Kpt_Zig
05-07-2005, 11:42 AM
I don't think what Churchill said about U-Boots after the war was motivated by a need to inflate the threat. With war over I'm sure he would have been more inclined to belittle them if he'd thought he could.

Some experts like to create a controvesy for the sake of sales.

V-MAN1981
05-07-2005, 02:12 PM
I too believe the U-Boat threat was blow out of proportion but for good reasons. Rationing was on the whole mostly un called for in the UK if anything it was just to stop panic buying and price hikes. The shortages of luxury items (tropical fruit for example) was because the ships that normally brought them in were bringing in war materials instead.

Bergman
05-07-2005, 03:58 PM
That 99% was during the whole war? How much of the shipping was sunk in the years '40 '41 and '42. Those were the important years and it is better to look at the losses year by year. Otherwise it is like saying that the average WWI soldier had only a small change to be killed, while the soldier at Verdun had a slightly different opinion.

Also how much of the trans atlantic shipping had to be destroyed before the it would effect the Allied war effort. I think that the safety margins were not so big because the Allies put a big effort to stop the U-boats.

What if they could have destroyed enough shipping to delay the invasion in Normandy only by a few months untill the fall of 44 with all the bad weather which you have then in the Channel.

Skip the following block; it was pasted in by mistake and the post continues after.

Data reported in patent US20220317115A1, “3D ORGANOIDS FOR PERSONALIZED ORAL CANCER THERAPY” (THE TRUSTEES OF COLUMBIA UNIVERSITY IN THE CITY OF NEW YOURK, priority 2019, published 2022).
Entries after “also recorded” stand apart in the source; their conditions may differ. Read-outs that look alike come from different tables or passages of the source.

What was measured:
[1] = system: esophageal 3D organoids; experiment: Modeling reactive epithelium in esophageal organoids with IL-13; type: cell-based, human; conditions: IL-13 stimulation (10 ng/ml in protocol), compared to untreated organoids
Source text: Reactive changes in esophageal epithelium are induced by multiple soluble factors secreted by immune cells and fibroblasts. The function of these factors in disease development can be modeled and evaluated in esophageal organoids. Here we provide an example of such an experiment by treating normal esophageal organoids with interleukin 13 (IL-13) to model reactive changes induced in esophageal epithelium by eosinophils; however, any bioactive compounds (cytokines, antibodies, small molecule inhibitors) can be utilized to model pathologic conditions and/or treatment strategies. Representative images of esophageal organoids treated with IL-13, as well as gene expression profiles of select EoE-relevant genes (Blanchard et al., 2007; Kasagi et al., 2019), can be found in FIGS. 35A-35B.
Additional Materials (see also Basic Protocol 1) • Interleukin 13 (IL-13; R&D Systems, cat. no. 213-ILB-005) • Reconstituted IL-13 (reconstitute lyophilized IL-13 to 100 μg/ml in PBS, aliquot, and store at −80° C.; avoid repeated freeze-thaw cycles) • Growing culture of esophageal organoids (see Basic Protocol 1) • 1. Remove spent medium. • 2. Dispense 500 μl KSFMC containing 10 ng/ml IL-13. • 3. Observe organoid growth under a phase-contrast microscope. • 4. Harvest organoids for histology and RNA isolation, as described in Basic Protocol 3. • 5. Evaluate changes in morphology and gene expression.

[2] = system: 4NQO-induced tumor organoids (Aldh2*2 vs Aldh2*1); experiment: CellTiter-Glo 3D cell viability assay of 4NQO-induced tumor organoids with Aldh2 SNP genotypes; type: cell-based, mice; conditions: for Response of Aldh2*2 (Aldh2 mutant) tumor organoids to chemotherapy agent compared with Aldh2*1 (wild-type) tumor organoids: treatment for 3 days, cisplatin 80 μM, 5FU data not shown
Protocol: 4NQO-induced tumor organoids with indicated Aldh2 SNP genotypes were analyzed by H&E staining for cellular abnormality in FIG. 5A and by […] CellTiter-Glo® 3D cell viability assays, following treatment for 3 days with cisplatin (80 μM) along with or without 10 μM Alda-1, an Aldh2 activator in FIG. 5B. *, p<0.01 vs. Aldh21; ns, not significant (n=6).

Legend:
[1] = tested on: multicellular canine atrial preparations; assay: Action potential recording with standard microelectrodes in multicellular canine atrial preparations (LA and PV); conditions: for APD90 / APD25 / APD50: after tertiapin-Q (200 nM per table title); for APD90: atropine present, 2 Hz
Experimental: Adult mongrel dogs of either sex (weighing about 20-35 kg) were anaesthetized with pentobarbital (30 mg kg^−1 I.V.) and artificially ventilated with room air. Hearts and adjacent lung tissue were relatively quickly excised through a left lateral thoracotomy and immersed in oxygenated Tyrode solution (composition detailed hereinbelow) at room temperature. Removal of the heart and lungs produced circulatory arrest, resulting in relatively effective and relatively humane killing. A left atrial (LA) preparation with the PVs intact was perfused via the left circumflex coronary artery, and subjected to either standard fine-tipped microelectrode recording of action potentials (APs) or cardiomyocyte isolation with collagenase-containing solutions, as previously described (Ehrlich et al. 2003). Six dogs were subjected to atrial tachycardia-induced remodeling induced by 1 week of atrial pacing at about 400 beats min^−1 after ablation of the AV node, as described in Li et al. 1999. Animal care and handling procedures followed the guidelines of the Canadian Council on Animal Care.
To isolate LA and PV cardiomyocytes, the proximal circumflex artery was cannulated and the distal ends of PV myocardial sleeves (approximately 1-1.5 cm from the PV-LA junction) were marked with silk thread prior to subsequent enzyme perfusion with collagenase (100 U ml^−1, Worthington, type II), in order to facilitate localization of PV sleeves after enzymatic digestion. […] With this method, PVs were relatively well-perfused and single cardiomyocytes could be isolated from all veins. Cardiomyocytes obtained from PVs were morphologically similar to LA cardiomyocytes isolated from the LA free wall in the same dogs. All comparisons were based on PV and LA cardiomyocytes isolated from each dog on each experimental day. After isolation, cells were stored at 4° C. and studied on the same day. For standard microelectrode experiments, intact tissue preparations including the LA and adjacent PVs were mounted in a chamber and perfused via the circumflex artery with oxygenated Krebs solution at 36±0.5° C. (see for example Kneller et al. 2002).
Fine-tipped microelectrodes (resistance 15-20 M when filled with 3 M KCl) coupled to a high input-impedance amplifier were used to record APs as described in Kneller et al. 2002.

Just a few questions which I had when I read this thread

dizeee
05-07-2005, 04:30 PM
tbh this is a rather silly stance....
i keep hearing this "it was all in vain, and never realy effective" thing alot. tbh, if ur going judge all this by the result, you can say that never ever anything the axis did was effective, and that everything was overblown, coz the allies won anyway.

especialy the 99% ship got through is very very missleading, coz it takes all ships into account, and dosnt reflect many aspects of the whole campaign. im not sure where this nr comes from anyway.

the allies where forced to undertake a massive industrial and logistical effort to counter the uboatwar, waged by the axis. sure they where successfull, but that dosnt take away the danger presented to the allies.

in dez 1940 the ammount of goods imported was halfed in comparison to prewar status. this had a broad effect on the british economy.

the goods lost on the ships sunk in pq17 alone would have been enough to equip a whole russian army. in numbers: 3,350 motor vehicles, 430 tanks, 210 bombers and 99,316 tons of general cargo including radar sets and ammunition where lost. a classical "what if". maybe operation mars would have had a different outcome with all this stuff? we will never know...

anyway, to me this sounds a bit like a pseudo controversial "i wanna be cool and interesting, and have a different opinion" thing.

axeman3d
05-07-2005, 06:19 PM